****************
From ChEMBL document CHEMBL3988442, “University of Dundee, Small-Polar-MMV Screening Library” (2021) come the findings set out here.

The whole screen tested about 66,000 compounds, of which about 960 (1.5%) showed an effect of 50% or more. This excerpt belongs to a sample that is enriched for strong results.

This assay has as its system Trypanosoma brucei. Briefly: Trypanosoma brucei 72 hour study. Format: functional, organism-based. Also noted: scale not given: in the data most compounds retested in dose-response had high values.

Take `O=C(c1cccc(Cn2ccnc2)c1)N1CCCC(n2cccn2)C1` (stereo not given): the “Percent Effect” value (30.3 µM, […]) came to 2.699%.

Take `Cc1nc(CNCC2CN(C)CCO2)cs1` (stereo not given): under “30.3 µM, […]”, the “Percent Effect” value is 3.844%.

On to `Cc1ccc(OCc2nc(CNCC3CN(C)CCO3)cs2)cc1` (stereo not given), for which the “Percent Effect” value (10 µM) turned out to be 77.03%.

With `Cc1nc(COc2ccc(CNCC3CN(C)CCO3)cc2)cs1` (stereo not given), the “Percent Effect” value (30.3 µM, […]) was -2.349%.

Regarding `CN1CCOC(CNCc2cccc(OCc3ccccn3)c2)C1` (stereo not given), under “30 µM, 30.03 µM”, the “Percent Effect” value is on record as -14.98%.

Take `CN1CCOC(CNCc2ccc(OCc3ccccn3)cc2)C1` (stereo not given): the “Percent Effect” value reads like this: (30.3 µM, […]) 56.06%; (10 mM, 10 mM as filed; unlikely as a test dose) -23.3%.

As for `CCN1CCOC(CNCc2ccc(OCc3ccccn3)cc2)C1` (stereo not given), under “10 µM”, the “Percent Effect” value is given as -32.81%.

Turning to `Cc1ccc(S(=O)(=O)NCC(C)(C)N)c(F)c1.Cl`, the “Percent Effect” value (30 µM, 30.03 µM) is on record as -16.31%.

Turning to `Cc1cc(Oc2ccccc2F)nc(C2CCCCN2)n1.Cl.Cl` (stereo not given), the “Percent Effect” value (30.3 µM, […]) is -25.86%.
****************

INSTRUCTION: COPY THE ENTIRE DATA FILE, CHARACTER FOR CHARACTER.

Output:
From ChEMBL document CHEMBL3988442, “University of Dundee, Small-Polar-MMV Screening Library” (2021) come the findings set out here.

The whole screen tested about 66,000 compounds, of which about 960 (1.5%) showed an effect of 50% or more. This excerpt belongs to a sample that is enriched for strong results.

This assay has as its system Trypanosoma brucei. Briefly: Trypanosoma brucei 72 hour study. Format: functional, organism-based. Also noted: scale not given: in the data most compounds retested in dose-response had high values.

Take `O=C(c1cccc(Cn2ccnc2)c1)N1CCCC(n2cccn2)C1` (stereo not given): the “Percent Effect” value (30.3 µM, […]) came to 2.699%.

Take `Cc1nc(CNCC2CN(C)CCO2)cs1` (stereo not given): under “30.3 µM, […]”, the “Percent Effect” value is 3.844%.

On to `Cc1ccc(OCc2nc(CNCC3CN(C)CCO3)cs2)cc1` (stereo not given), for which the “Percent Effect” value (10 µM) turned out to be 77.03%.

With `Cc1nc(COc2ccc(CNCC3CN(C)CCO3)cc2)cs1` (stereo not given), the “Percent Effect” value (30.3 µM, […]) was -2.349%.

Regarding `CN1CCOC(CNCc2cccc(OCc3ccccn3)c2)C1` (stereo not given), under “30 µM, 30.03 µM”, the “Percent Effect” value is on record as -14.98%.

Take `CN1CCOC(CNCc2ccc(OCc3ccccn3)cc2)C1` (stereo not given): the “Percent Effect” value reads like this: (30.3 µM, […]) 56.06%; (10 mM, 10 mM as filed; unlikely as a test dose) -23.3%.

As for `CCN1CCOC(CNCc2ccc(OCc3ccccn3)cc2)C1` (stereo not given), under “10 µM”, the “Percent Effect” value is given as -32.81%.

Turning to `Cc1ccc(S(=O)(=O)NCC(C)(C)N)c(F)c1.Cl`, the “Percent Effect” value (30 µM, 30.03 µM) is on record as -16.31%.

Turning to `Cc1cc(Oc2ccccc2F)nc(C2CCCCN2)n1.Cl.Cl` (stereo not given), the “Percent Effect” value (30.3 µM, […]) is -25.86%.